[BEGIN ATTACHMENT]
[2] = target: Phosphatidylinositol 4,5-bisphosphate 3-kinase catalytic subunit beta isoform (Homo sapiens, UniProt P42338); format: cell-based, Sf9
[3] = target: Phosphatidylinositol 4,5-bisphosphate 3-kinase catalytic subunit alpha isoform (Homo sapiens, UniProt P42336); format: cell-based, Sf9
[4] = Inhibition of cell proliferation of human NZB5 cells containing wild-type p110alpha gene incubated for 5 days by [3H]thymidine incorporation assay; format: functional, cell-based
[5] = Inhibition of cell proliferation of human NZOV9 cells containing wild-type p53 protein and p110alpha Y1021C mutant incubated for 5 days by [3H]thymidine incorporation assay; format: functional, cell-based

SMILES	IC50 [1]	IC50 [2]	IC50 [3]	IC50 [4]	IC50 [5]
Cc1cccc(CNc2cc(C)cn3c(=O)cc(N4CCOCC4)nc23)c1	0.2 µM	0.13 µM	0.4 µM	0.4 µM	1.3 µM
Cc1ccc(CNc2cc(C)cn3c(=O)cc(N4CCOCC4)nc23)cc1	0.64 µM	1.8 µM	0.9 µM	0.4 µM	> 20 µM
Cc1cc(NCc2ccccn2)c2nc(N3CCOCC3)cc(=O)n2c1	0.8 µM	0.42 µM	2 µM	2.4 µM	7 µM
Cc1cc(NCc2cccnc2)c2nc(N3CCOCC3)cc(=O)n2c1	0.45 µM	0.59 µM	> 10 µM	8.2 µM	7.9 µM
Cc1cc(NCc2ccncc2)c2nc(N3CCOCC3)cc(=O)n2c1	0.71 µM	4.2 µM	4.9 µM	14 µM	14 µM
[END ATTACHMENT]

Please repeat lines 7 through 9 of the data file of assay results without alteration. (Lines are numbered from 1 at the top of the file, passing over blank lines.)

Cc1ccc(CNc2cc(C)cn3c(=O)cc(N4CCOCC4)nc23)cc1	0.64 µM	1.8 µM	0.9 µM	0.4 µM	> 20 µM
Cc1cc(NCc2ccccn2)c2nc(N3CCOCC3)cc(=O)n2c1	0.8 µM	0.42 µM	2 µM	2.4 µM	7 µM
Cc1cc(NCc2cccnc2)c2nc(N3CCOCC3)cc(=O)n2c1	0.45 µM	0.59 µM	> 10 µM	8.2 µM	7.9 µM